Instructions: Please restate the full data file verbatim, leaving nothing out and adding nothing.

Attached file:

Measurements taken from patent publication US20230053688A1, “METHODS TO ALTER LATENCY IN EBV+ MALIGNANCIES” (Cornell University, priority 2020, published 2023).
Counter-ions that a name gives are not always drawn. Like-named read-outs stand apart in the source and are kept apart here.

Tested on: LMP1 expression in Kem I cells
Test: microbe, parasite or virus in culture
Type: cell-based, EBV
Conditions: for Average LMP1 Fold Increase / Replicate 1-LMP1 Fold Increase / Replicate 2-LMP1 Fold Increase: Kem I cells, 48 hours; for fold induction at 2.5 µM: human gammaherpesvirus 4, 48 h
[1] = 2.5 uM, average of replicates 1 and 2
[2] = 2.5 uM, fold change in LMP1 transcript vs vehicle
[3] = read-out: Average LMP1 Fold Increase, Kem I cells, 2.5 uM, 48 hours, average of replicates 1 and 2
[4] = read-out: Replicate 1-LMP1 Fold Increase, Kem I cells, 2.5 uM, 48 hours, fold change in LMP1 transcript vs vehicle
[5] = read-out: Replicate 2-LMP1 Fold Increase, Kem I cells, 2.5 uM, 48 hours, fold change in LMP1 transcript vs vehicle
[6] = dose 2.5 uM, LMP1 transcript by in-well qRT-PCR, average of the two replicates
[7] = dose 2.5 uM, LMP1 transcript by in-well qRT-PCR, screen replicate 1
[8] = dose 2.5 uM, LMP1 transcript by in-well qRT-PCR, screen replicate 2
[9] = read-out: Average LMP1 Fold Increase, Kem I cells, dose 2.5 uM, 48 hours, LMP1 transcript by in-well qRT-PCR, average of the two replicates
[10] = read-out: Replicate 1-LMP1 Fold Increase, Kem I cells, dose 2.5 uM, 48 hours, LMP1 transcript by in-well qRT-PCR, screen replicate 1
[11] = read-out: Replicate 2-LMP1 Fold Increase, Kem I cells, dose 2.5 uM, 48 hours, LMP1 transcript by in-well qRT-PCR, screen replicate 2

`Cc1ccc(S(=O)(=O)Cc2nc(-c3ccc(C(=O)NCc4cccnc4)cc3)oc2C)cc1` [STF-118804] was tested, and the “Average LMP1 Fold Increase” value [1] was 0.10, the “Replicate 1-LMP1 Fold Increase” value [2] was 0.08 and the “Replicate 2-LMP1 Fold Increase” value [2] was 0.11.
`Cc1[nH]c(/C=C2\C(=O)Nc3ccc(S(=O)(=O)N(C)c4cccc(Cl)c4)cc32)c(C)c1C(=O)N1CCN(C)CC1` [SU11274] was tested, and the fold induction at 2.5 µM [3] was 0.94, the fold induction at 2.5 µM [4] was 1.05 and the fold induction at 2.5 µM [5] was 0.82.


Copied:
Measurements taken from patent publication US20230053688A1, “METHODS TO ALTER LATENCY IN EBV+ MALIGNANCIES” (Cornell University, priority 2020, published 2023).
Counter-ions that a name gives are not always drawn. Like-named read-outs stand apart in the source and are kept apart here.

Tested on: LMP1 expression in Kem I cells
Test: microbe, parasite or virus in culture
Type: cell-based, EBV
Conditions: for Average LMP1 Fold Increase / Replicate 1-LMP1 Fold Increase / Replicate 2-LMP1 Fold Increase: Kem I cells, 48 hours; for fold induction at 2.5 µM: human gammaherpesvirus 4, 48 h
[1] = 2.5 uM, average of replicates 1 and 2
[2] = 2.5 uM, fold change in LMP1 transcript vs vehicle
[3] = read-out: Average LMP1 Fold Increase, Kem I cells, 2.5 uM, 48 hours, average of replicates 1 and 2
[4] = read-out: Replicate 1-LMP1 Fold Increase, Kem I cells, 2.5 uM, 48 hours, fold change in LMP1 transcript vs vehicle
[5] = read-out: Replicate 2-LMP1 Fold Increase, Kem I cells, 2.5 uM, 48 hours, fold change in LMP1 transcript vs vehicle
[6] = dose 2.5 uM, LMP1 transcript by in-well qRT-PCR, average of the two replicates
[7] = dose 2.5 uM, LMP1 transcript by in-well qRT-PCR, screen replicate 1
[8] = dose 2.5 uM, LMP1 transcript by in-well qRT-PCR, screen replicate 2
[9] = read-out: Average LMP1 Fold Increase, Kem I cells, dose 2.5 uM, 48 hours, LMP1 transcript by in-well qRT-PCR, average of the two replicates
[10] = read-out: Replicate 1-LMP1 Fold Increase, Kem I cells, dose 2.5 uM, 48 hours, LMP1 transcript by in-well qRT-PCR, screen replicate 1
[11] = read-out: Replicate 2-LMP1 Fold Increase, Kem I cells, dose 2.5 uM, 48 hours, LMP1 transcript by in-well qRT-PCR, screen replicate 2

`Cc1ccc(S(=O)(=O)Cc2nc(-c3ccc(C(=O)NCc4cccnc4)cc3)oc2C)cc1` [STF-118804] was tested, and the “Average LMP1 Fold Increase” value [1] was 0.10, the “Replicate 1-LMP1 Fold Increase” value [2] was 0.08 and the “Replicate 2-LMP1 Fold Increase” value [2] was 0.11.
`Cc1[nH]c(/C=C2\C(=O)Nc3ccc(S(=O)(=O)N(C)c4cccc(Cl)c4)cc32)c(C)c1C(=O)N1CCN(C)CC1` [SU11274] was tested, and the fold induction at 2.5 µM [3] was 0.94, the fold induction at 2.5 µM [4] was 1.05 and the fold induction at 2.5 µM [5] was 0.82.